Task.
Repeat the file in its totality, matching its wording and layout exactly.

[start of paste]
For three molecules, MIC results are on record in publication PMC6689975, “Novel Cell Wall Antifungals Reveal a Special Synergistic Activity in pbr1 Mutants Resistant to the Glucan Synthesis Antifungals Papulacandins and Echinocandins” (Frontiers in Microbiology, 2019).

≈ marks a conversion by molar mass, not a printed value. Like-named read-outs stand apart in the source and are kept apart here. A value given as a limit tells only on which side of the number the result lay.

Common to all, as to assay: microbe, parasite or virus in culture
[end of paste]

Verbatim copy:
For three molecules, MIC results are on record in publication PMC6689975, “Novel Cell Wall Antifungals Reveal a Special Synergistic Activity in pbr1 Mutants Resistant to the Glucan Synthesis Antifungals Papulacandins and Echinocandins” (Frontiers in Microbiology, 2019).

≈ marks a conversion by molar mass, not a printed value. Like-named read-outs stand apart in the source and are kept apart here. A value given as a limit tells only on which side of the number the result lay.

Common to all, as to assay: microbe, parasite or virus in culture